I’m sure you do. Jeisa smiled at the thought.
While Jeisa showered and changed into a jogging outfit, she thought about what Marie had said. Jeisa didn’t often think about her own mortality or that of others, but Marie was right. Life was fragile. Her own mother had passed away unexpectedly, suffering from a fatal illness that claimed her life within days.
No wonder Dad worries so much.
He has loved and lost.
Just like Marie said, some men never come back from that.
I have to call him.
No more putting it off. He deserves to know the truth.
When he didn’t answer her first ring, Jeisa called his house and spoke to the maid. Sonia had been with her family for as long as she could remember and was a very good judge of her father’s moods. If anyone knew where her father was and if this was the best time to talk to him, it would be her.
Sonia answered, “Jeisa, where have you been? Your father has been trying to call you for days. He flew out last night to go find you in Boston.”
Oh, my God. “Dad’s coming here?”
In rapid Portuguese, Sonia said, “If ‘here’ is the home of Reese David, then yes. He should already be there.”
Please. Please. Please. Do not let him find Reese before I do. “I have to go, Sonia. I’ll call him right now.”
Barely breathing, she dialed her father’s phone and paced while it rang. Pick up. Pick up.
“Jeisa?” her father’s voice boomed through the phone.
“Dad! Where are you?” Jeisa asked in Portuguese.
Romario’s answer boomed through the phone in their native language. “Where am I? Where are you? I’m at some imbecile’s house and he’s trying to tell me that he doesn’t know you. He says he doesn’t have a wife or children and that I must be confused about where you work.”
Jeisa sat down on a chair as her legs gave way beneath her. It didn’t matter that her father dressed in the finest clothing and spoke multiple languages, he’d fought his way to the top of the Brazilian government and would fight just as ruthlessly for his daughter’s honor. “Can you put him on the phone for a minute?”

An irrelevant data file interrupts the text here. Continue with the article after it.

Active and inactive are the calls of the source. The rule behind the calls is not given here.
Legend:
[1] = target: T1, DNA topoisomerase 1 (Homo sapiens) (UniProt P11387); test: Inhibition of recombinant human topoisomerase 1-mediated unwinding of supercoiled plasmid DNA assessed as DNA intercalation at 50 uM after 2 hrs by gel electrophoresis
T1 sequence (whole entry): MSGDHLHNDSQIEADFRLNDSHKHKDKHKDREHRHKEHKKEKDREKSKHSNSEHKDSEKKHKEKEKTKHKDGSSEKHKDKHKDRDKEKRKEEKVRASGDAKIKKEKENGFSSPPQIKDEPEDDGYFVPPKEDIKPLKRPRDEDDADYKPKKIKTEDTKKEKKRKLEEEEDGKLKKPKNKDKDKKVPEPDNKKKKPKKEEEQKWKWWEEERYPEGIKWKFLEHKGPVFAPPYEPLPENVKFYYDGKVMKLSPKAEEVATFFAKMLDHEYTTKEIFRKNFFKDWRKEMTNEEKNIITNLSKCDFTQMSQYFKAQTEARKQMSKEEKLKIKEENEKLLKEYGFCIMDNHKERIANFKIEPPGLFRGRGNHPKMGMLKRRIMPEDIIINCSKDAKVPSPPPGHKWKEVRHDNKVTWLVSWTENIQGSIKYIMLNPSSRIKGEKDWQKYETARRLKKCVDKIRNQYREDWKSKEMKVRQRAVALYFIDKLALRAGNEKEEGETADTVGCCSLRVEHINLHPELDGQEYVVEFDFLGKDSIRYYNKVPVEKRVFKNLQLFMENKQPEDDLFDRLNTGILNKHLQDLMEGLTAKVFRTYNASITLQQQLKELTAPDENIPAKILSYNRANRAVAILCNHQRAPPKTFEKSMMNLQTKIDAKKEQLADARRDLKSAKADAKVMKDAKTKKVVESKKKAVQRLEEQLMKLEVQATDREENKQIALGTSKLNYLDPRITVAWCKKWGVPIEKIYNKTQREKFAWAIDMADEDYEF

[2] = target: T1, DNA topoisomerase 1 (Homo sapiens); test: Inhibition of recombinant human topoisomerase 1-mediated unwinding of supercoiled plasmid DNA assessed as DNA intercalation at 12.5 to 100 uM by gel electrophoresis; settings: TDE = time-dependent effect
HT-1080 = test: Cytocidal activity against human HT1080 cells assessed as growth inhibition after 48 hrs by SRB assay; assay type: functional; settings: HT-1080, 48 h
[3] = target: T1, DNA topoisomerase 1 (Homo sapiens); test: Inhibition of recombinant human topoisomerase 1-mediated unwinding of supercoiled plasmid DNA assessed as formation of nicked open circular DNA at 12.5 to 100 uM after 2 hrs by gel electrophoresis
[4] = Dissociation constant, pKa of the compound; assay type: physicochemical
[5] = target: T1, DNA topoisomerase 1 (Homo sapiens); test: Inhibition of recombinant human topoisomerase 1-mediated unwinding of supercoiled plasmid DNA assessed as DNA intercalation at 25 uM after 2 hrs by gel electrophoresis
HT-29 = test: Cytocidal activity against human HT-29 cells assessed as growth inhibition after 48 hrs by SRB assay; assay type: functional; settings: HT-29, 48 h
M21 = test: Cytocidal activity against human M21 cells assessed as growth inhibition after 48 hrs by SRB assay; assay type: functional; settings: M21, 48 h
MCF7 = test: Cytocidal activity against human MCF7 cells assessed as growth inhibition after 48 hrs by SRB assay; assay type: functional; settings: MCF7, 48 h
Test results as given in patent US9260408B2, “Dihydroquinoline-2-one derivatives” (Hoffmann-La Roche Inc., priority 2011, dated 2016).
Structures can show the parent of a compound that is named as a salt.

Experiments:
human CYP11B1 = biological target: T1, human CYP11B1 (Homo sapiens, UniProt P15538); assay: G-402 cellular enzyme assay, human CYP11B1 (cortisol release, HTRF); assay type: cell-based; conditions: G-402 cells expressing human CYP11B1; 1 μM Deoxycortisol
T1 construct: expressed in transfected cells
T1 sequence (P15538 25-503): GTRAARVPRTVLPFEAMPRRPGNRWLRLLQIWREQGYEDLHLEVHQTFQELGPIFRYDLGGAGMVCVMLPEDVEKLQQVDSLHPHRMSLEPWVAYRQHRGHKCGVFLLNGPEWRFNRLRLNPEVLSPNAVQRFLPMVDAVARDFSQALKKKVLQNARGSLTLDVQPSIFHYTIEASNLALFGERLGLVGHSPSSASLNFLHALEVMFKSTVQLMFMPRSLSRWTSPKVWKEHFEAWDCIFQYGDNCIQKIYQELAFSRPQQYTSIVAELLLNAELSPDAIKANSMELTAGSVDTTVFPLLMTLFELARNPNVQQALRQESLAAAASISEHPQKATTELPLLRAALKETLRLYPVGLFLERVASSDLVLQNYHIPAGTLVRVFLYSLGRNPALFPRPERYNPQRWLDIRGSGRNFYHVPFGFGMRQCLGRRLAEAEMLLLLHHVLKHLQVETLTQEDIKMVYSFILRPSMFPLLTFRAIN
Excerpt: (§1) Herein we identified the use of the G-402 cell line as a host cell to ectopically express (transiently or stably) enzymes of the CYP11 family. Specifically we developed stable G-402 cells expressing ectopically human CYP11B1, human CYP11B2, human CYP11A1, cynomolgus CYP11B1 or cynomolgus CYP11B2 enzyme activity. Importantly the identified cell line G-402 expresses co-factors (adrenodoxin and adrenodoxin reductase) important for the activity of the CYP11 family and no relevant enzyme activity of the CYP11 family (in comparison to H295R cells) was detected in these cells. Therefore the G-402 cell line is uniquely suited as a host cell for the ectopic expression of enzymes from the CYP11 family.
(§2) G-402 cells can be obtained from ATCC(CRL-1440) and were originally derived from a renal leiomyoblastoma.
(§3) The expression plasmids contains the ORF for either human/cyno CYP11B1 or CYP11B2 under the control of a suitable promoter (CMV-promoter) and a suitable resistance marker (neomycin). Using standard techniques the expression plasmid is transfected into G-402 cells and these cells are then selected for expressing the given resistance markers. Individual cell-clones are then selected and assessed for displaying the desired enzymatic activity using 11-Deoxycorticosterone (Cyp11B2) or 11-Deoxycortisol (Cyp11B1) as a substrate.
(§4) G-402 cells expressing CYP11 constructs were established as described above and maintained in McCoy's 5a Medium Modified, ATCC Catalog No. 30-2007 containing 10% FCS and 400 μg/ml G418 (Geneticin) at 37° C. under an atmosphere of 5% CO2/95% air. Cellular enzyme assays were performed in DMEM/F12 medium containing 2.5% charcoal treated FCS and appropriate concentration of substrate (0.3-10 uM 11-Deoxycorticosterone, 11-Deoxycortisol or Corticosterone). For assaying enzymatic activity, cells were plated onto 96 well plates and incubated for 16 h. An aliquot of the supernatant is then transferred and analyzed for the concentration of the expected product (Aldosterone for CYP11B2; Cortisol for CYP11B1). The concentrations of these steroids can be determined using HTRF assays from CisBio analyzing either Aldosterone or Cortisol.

Of course he wouldn’t. He’d never done a single thing she’d asked him to. You’d have to value your daughter’s opinion for that.
“Where are you?” her father demanded.
“I’m safe, Dad. I don’t work for Reese and I never have. I don’t live there. I have a great apartment in uptown Boston. Just let me talk to him for two seconds to remind him how he knows me. I can clear this misunderstanding up.”
With a bit of a growl, her father handed the phone over to Reese. Jeisa didn’t waste time with a greeting. In English she said hastily, “You need to tell my father that it was a big misunderstanding and that you are sorry. I would start groveling now. You might even want to cry. Trust me.”
“I am not going to apologize to a man who just broke my door down. I’m calling the police.”
They’d never get there in time. “I have two words for you to consider before you do that—political immunity. He’s going to get off, even if he kills you. And if you live, do you want the news to find out why he came after you? Because I’ll gladly tell them.” She let her threat sink in.
After a moment, Reese swore under his breath and started to apologize to Romario. Her father took the phone back. “Tell me you didn’t date this man. He’s a sniveling idiot.”
Although Reese deserved the punishment her father likely wanted to give him, Jeisa couldn’t let that happen. She knew what bad press could cost her father’s career. Having a reputation for being tough on issues is not the same thing as being arrested for breaking into a man’s home and beating him to death. The American newspapers would have a field day with the story if she didn’t do something fast. “Dad, I never even went to his house. I’ve been working in an office building as an image consultant since my second week here. Honestly, I talked to that guy once on the phone when I first arrived and decided not to work for him. I wouldn’t even recognize him in a lineup.”
Her father was quiet for several long moments. From what Jeisa heard in the background, it sounded like he’d left Reese’s house and had gotten back into a car. “So you’ve been lying to me for months?” The calm in his voice revealed the depth of his anger.
“Yes,” Jeisa said lamely, knowing that she’d waited too long to tell the truth. “I didn’t want to disappoint you.”
“And this isn’t disappointing? Pack your bags, you’re coming home.”
Jeisa took a deep breath. Not this time. “No, Dad. I’m not.”
“You don’t have a choice,” he grated.
For the first time Jeisa saw that she did. She really did. Marie was right—how was her father ever going to see her as an adult if she continued to act like a child? It was time to take a stand, not against her father, but for herself. “Dad, I’m sorry I worried you. I’m sorry that I lied to you, but I’m not going home.” She gave him her address. “I have a life here now and if you’ll listen to me, I’ll tell you about it.”
For the next thirty minutes, over the sound of the GPS directing her father closer and closer to her home, Jeisa told her father about the job she had taken at Corisi Enterprises and how that had led to working with Jeremy as his image consultant. She left off the part where she was quitting and they had dated. There would be time to explain that part once he’d calmed down.